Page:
Hopefully this can kickstart a boom in the local industry, or at least help out some of the struggling companies.

    • Yeah, except that isn’t true. Larger companies often pay less tax than companies making a fraction of the profit. The tax breaks that major companies get, along with extremely creative accounting mean that those who are sucking the most money out of the economy often put the least back in.

      Demonising taxation is one of the worst legacies of the last 50 years of politics and the sooner people understand that we need it in order to fund the proper working of the government, the better.

    • It’s also nice that Kotaku’s Award-Winning Journalist™ does investigative journalism/interviews and the site isn’t just press releases 🙂

      • Thanks man – the news came out yesterday, but I didn’t want to just regurgitate the press release without going into detail about what it meant! Glad you noticed!

  • The Credit doubles the basic rate of support for SMEs compared to that available under the current R&D Tax Concession.
    However, the support is available against a narrower definition of R&D and with significant new restrictions on eligible expenditure.
    Overall, the support for games development may be reduced.
    As an aside, the characterisation of large company claims as inappropriate has been a result of a Government campaign based on assertion and a refusal to provide hard evidence to support its description.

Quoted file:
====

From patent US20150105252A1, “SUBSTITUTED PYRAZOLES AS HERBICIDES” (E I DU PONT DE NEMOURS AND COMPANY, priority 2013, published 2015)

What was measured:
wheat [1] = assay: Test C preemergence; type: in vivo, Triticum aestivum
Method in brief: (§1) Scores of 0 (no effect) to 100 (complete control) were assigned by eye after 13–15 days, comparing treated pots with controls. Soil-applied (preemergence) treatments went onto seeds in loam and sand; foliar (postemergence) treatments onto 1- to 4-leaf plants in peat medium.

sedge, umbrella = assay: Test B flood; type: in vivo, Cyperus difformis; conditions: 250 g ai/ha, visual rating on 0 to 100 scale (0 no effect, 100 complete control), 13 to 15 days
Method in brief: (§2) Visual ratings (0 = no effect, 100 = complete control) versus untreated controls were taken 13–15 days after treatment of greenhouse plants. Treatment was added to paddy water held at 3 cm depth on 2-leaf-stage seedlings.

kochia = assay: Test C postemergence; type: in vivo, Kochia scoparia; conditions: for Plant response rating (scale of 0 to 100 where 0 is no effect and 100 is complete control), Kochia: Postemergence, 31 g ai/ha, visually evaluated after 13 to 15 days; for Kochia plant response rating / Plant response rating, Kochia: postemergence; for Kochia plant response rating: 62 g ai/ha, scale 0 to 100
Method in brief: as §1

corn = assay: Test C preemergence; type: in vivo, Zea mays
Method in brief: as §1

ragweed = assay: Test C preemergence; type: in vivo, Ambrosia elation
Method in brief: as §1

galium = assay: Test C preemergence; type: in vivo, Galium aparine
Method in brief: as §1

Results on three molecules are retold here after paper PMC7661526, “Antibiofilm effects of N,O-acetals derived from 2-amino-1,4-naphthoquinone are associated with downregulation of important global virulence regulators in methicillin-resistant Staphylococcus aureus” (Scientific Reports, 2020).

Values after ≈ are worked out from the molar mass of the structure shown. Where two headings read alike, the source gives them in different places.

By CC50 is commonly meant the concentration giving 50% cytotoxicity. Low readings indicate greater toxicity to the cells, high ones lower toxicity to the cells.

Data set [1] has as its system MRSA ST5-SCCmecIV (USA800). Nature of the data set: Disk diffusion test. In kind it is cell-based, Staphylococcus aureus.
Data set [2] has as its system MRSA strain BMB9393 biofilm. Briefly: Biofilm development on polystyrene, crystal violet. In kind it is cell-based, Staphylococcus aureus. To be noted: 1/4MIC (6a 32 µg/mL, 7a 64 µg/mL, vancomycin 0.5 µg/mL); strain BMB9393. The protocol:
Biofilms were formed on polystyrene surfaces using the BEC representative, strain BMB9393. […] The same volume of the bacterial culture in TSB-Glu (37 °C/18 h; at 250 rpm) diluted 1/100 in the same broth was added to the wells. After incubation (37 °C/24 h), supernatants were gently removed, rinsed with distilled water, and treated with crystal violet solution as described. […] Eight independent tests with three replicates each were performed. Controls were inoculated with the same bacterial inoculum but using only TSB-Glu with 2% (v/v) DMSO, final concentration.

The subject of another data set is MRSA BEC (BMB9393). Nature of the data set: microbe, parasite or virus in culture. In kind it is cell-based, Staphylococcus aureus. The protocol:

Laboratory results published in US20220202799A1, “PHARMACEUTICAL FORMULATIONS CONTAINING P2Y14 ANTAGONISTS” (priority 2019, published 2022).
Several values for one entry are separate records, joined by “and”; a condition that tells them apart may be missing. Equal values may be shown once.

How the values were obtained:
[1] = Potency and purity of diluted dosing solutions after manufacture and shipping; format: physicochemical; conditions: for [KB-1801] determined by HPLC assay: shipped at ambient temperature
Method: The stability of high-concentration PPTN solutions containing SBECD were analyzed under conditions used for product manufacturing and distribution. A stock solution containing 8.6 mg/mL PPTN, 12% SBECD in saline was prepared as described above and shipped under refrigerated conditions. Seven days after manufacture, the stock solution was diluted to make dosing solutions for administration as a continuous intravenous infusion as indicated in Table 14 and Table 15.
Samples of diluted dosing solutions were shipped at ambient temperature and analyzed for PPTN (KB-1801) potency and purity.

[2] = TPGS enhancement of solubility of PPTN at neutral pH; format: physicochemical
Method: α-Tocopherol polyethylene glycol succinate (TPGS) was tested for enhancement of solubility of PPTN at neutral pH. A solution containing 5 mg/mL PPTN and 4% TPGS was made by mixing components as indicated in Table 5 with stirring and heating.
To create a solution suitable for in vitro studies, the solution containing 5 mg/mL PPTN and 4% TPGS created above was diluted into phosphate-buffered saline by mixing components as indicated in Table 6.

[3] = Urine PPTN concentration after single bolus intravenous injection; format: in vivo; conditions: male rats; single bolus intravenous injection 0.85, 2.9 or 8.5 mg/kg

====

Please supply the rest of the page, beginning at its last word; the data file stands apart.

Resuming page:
• A narrower definition of R&D to mitigate excessive claims is surely a good thing, though? Plus, like the article said, coding and animation would be covered under the new design.

      To quote from a paper by Nicholas Gruen in April this year: “Mining claims have expanded substantially faster than the expansion in mining investment. Indeed, in 2008-9 claims for R&D in mining exceeded the claims made in manufacturing for the first time. Further, Australian miners claim a dramatically higher share of R&D in their mining investment than their counterparts do in comparable countries like Canada.”

      Is there evidence suggesting whole-of-production claims were warranted?

  • Does this mean we’ll end up with more companies like Krome… rolling from one contract job to the next?

  • Love your work Mark, and more so Anthony!

    Anything which helps stabilise the countries companies is a fantastic thing.

    All we see is a rising dollar and it adds so much uncertainty to an industry chocked full of uncertainty, its really nice to see something which might help stabilise things.

  • Yay. Now Australia can produce local games cheaply and charge other regions twice as much. Suck it, rest of the world!!
    Not likely I know, but I dream of a better world…

  • thats really great for me, as i’m trying to get into the games industry, so maybe i won’t have to leave australia? 😀

  • I thought this had passed already?

    I kinda dont get how it works though. does it mean ALL development costs (code and art etc) qualifies, or just the tech for tools?